Which Joe gave his name to ‘sloppy joes’? We look at five interesting sandwiches and their lexical origins.
A sports car.
- ‘Anyone used to driving old fashioned V8 powered British sportsters is in for shock.’
- ‘Though the weather was a touch on the chilly side, an open-topped sportster was the only form of transport imaginable.’
- ‘The quintessential English classic sportster is not an MG, a Lotus or even a Jag.’
- ‘However, the outline of this classic 1960s roadster will look spookily familiar even to those who may have never seen one before, thanks to an inspired bit of plagiarism on the part of the designers of the best sportster of the 1990s.’
- ‘The '03 debut of Mazda's RX - 8 4-seat sportster marked the rotary's return in much-improved form after an 8-year hiatus.’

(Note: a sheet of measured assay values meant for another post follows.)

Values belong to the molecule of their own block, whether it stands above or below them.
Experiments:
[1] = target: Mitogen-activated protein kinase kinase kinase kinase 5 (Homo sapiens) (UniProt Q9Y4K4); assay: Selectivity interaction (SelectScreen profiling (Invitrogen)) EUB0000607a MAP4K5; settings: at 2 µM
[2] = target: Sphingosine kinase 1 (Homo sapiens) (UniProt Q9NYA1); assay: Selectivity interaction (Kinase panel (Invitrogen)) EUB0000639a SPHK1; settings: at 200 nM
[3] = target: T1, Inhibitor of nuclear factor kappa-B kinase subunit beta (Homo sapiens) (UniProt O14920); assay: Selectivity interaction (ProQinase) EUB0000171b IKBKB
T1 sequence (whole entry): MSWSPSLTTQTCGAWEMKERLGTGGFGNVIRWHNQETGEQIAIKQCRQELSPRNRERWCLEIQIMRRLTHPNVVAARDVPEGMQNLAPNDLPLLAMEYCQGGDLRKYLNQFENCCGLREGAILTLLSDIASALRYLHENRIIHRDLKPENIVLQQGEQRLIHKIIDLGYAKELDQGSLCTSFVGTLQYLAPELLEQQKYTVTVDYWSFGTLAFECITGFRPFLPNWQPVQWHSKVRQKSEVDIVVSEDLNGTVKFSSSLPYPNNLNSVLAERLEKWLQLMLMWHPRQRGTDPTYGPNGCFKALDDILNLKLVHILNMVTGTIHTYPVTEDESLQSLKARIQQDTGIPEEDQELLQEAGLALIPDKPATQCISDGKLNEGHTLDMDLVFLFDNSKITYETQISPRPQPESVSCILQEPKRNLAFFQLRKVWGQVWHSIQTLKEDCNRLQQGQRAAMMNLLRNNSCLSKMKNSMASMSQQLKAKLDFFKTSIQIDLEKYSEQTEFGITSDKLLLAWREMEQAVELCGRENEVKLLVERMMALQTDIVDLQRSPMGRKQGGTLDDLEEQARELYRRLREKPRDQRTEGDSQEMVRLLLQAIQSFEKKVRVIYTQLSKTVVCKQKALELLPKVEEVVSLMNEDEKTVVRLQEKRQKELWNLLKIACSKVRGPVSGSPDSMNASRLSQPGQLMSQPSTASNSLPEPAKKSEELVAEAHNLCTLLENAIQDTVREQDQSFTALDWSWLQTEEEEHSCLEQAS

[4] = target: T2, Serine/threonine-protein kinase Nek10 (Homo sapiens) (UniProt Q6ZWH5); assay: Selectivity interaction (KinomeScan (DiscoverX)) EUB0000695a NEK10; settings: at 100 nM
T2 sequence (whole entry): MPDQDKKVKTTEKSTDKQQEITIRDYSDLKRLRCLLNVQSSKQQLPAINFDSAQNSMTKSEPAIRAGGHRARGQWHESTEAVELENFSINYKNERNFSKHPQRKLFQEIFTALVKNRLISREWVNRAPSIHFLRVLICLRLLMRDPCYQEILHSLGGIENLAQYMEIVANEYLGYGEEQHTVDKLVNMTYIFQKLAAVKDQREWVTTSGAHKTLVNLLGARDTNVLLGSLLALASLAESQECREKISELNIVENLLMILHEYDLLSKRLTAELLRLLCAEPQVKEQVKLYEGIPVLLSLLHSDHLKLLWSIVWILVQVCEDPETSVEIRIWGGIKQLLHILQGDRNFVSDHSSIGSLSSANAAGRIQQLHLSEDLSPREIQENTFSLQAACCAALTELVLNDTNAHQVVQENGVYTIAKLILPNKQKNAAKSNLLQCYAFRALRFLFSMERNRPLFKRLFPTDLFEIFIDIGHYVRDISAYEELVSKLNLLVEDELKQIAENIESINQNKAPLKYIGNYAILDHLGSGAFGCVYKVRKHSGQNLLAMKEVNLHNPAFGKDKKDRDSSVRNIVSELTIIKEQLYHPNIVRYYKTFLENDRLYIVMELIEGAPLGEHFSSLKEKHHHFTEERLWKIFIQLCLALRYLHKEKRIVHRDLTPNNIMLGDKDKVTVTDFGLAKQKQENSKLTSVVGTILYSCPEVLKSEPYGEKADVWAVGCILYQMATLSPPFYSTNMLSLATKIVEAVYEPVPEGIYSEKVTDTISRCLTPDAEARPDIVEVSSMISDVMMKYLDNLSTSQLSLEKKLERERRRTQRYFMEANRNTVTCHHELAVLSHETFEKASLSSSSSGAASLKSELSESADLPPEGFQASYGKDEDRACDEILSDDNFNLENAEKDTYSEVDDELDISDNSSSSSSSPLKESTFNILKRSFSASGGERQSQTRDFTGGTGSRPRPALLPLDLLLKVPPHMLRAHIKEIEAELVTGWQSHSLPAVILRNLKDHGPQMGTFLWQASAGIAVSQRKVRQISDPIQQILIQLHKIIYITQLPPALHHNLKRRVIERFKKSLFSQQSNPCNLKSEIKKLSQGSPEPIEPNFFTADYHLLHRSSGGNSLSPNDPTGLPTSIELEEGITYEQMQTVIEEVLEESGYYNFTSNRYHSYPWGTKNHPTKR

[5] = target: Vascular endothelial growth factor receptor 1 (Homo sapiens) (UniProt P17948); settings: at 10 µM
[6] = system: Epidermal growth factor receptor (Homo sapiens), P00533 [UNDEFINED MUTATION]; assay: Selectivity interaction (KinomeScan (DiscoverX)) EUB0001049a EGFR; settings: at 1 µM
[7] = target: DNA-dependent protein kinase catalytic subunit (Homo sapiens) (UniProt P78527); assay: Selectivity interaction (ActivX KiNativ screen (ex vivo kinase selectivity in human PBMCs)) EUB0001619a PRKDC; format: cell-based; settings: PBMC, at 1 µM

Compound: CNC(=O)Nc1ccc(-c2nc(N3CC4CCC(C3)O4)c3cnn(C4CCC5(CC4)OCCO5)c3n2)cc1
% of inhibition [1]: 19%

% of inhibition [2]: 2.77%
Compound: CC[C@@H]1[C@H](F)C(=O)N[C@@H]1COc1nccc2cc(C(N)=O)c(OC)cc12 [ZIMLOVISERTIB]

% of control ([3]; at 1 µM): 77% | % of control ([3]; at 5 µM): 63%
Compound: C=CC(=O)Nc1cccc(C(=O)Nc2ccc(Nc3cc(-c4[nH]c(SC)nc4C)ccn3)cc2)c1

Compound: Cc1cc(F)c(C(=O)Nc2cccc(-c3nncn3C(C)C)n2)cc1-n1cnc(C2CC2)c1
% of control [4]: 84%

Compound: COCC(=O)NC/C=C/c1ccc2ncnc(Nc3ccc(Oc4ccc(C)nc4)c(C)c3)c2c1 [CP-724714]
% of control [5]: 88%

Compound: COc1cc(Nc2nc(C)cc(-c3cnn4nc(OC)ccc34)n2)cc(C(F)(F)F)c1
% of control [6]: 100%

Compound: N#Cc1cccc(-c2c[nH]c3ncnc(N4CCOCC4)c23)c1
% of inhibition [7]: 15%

- ‘That year also will mark the 50th anniversary of Corvette's metamorphosis from a sleek-looking sportster to a true performance car.’
- ‘Selling premium sportsters has been difficult.’
- ‘The car has a completely new dashboard and interior trim, with echoes of the TT sportster.’
- ‘She and Jerry got into her sportster and sped off.’
- ‘The Jag sportster was viewed as the choice of pop entrepreneurs and the new breed of superstar footballers.’
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Before you run for the hills, let’s run through a list of ‘run’ expressions that are running through our minds.
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